The Library

16 Jul

Let it be known, I love libraries and always have done. I’m sitting in a library even now as I write this post. The area in which I grew up was culturally impoverished, to say the least. And so its libraries were like lighthouses, illuminating my voyages of discovery and imagination across the grey waters of dumbed down popular culture in 1970s Britain. The central library was an undistinguished modern building, from the outside, at least. Inside lay three storeys of well stocked bookshelves, a music-lending library, a lecture room (often given over to music appreciation) and a café. It was all very civilised and proved to be the saving of me. I loved that library. And now the institutions themselves need saving.

The library reading room in the town where I live now - ain't that something?

The library reading room in the town where I live now – ain’t that something?

Some years back, the neo-con local  authority in the county where I live tried to close all bar the biggest of its libraries. It spurned the borough council’s offer to run the ones in the county town and it was only community action that kept them open. Make no mistake, our libraries are under attack as never before. The phenomenal expansion of the internet and the arrival of e-books have caused some to question the continuing need for their existence. Politicians waging their austerity crusades are keen to commercialise or close them. After all, why would they wish to subsidise institutions brimming with ideas that might cause ordinary people to question their omniscience? Public spaces providing citizens with invaluable services for free must strike them as an archaic anomaly in a world where their corporate backers seek to monetise every aspect of our lives. Once the libraries have gone they’ll prove incredibly hard to bring back. And yet I believe that they remain the best marker of the worth a civilisation.

The writer at work, or not, as the case may be, since he's taking photos with his laptop instead of writing novels...

The writer at work, or not, as the case may be, since he’s taking photos with his laptop instead of writing novels…

One of my favourite of Borges’s tales is The Library of Babel, describing a library seemingly infinite in its dimensions. Borges knew all about libraries, of course, having worked as a librarian himself in Buenos Aires for many years. It’s tempting to read this tale as a prophetic metaphor for the internet, the means by which I’m communicating with you right now. Anyway, here’s a library-related extract from my unpublished novella (aren’t they all?) Norwegian Rock. Please close your eyes now if you’re a fan of genre fiction…

Until he’d worked in one, he’d imagined libraries to be the last havens of our literary heritage.  He’d envisaged himself presiding over a series of erudite and esoteric collections, assisting earnest scholars with their researches.  He hadn’t realised that he’d be helping out at a hostel for the homeless and insane.  And he’d been looking forward to discussing the great writers over morning coffee.  Again he’d been disappointed.  When his colleagues did consent to speak, it was to hold forth on television adaptations or bestsellers.  If ever libraries had served as citadels of culture then those days were long behind them.  So far as he could see, they were merely pandering to the tastes of simpletons and philistines.  His branch held racks packed with sleazy paperbacks, shelves stacked with horoscopes, even graphic novels, for heaven’s sake…  There appeared to be an entire section given over to footballers’ memoirs – the lives of men barely into their twenties, ghosted for them by shameless hacks.  Now had they been the work of Albert Camus, say, or Eric Cantona, it would’ve been a different matter…  Many of the books had been bowdlerised onto audio or video cassette, so that you might be spared the pain of having to read them at all.  It was as though the entire library had been re-stocked and categorised for the sake of semi-literate adolescents.  And yet in spite of all this, there wasn’t a solitary volume by Tove Jansson to be found there…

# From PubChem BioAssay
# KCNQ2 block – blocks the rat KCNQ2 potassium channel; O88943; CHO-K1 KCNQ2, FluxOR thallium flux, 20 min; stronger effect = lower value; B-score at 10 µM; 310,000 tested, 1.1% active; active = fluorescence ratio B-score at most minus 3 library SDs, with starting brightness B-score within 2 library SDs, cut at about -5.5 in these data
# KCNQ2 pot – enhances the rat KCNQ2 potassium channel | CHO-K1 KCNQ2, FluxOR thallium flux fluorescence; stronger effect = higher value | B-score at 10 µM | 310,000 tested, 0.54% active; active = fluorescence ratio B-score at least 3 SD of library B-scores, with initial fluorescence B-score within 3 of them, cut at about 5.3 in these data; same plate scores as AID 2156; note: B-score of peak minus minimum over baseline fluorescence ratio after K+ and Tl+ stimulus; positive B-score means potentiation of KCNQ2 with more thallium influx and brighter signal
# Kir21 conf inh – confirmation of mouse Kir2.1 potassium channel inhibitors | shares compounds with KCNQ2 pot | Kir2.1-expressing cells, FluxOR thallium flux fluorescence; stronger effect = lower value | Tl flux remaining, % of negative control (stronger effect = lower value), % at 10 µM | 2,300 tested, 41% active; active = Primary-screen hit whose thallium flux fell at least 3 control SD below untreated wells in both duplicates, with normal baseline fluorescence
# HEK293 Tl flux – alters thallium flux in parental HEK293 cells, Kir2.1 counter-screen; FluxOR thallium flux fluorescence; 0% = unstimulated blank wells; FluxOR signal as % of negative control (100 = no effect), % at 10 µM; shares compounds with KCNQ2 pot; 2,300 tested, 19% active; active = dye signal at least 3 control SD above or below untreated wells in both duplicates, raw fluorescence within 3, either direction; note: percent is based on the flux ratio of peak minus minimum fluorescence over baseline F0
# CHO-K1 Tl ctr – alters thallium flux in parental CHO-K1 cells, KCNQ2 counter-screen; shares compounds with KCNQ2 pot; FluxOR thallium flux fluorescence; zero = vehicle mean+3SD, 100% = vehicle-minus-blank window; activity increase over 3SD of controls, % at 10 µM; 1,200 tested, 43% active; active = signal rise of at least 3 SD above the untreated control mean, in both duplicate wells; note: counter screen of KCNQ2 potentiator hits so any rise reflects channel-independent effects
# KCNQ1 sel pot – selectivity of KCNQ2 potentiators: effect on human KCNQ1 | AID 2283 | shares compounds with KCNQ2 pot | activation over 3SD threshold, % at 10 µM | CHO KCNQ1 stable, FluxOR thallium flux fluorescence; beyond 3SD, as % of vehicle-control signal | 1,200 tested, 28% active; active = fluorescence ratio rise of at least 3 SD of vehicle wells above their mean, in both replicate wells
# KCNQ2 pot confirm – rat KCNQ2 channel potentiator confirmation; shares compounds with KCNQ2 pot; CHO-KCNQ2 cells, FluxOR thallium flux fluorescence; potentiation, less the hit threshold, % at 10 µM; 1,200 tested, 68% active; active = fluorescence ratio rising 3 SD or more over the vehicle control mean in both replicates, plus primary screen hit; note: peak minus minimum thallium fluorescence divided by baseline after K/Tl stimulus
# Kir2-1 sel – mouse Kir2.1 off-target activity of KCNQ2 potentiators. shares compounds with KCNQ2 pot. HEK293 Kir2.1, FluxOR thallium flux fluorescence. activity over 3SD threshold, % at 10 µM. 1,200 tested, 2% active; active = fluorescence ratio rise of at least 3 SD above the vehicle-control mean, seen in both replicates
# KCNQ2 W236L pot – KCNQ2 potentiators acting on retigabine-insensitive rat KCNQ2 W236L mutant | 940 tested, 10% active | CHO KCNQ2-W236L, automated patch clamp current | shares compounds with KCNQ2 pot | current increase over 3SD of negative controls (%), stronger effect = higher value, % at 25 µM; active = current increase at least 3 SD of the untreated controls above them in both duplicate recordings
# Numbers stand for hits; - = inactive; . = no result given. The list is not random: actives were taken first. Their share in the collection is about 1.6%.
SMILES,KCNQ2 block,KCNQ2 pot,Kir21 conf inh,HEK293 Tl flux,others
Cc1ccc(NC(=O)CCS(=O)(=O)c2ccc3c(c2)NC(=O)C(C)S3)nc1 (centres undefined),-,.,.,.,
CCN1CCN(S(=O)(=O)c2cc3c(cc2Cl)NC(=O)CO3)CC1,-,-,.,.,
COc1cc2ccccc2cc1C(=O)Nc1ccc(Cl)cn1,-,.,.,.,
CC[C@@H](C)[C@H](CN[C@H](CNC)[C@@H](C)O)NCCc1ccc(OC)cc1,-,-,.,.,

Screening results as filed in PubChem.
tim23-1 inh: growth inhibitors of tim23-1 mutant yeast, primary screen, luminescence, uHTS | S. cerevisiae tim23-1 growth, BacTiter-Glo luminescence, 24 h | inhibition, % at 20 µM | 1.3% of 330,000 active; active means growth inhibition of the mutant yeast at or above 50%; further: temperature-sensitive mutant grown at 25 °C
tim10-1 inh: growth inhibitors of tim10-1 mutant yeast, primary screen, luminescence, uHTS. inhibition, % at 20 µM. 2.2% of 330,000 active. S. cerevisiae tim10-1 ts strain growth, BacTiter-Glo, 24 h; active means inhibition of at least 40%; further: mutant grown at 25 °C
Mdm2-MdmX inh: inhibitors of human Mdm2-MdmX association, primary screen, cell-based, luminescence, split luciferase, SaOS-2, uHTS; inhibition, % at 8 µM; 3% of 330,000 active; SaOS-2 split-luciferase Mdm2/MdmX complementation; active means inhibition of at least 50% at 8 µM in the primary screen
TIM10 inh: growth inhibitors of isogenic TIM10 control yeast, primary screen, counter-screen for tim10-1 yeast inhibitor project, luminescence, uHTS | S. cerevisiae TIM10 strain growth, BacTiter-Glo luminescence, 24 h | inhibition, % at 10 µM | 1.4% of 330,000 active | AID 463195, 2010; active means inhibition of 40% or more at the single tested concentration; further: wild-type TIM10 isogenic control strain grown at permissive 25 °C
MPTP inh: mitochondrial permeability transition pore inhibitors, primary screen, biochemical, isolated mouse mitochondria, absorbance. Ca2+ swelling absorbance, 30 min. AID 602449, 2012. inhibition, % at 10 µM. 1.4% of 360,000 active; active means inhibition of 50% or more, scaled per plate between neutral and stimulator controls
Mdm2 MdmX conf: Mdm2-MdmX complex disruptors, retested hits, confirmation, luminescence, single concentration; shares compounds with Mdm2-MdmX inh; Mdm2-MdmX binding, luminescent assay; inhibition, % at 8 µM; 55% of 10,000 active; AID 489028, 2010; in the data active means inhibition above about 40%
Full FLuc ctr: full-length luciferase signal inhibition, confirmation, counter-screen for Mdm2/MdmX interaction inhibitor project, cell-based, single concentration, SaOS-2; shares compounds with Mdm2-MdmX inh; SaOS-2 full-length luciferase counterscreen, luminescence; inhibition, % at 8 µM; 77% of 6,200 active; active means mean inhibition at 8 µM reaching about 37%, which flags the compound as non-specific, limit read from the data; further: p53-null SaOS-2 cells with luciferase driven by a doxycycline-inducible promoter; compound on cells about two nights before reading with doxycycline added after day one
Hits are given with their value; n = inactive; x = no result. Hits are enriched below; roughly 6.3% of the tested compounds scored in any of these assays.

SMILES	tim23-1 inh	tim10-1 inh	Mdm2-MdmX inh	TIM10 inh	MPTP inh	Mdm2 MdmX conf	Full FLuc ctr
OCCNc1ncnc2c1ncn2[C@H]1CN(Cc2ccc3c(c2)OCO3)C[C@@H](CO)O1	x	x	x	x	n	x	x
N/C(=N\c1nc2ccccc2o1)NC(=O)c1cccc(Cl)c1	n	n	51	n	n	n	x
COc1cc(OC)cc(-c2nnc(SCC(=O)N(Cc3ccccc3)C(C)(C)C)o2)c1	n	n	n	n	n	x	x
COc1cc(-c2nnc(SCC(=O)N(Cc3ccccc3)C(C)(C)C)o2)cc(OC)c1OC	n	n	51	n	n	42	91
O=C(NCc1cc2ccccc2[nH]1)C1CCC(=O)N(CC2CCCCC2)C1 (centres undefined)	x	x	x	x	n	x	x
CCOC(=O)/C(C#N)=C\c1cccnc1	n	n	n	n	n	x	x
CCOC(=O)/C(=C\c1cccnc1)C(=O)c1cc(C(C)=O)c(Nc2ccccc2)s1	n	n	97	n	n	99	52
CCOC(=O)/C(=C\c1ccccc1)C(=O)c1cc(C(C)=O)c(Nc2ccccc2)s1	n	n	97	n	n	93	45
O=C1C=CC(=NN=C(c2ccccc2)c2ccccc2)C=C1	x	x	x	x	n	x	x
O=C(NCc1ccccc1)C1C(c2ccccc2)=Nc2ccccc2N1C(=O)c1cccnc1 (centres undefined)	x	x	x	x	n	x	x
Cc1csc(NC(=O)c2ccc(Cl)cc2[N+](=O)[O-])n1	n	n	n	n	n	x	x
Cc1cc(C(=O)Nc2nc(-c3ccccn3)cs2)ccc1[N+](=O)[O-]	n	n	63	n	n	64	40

He was actively redressing the balance, though.  He’d become a one-man terrorist cell, a protozoan army fighting a rearguard action against the dumbing down of our cultural institutions.  And he took great delight in disposing of the trash in any way that he could.  Occasionally, he employed the direct method, taking an historical romance with him on his break then slipping it into the wheelie bin at the back of the library.  At other times, he would withdraw a detective novel on the pretext of its not having been borrowed or tear out a few pages from a spy thriller and declare it damaged stock.  With infinite subtlety, he’d been altering the balance between the good and bad in his local branch, and by extension, on a still smaller scale, across the national stock. 

All text and images © PSR 2015

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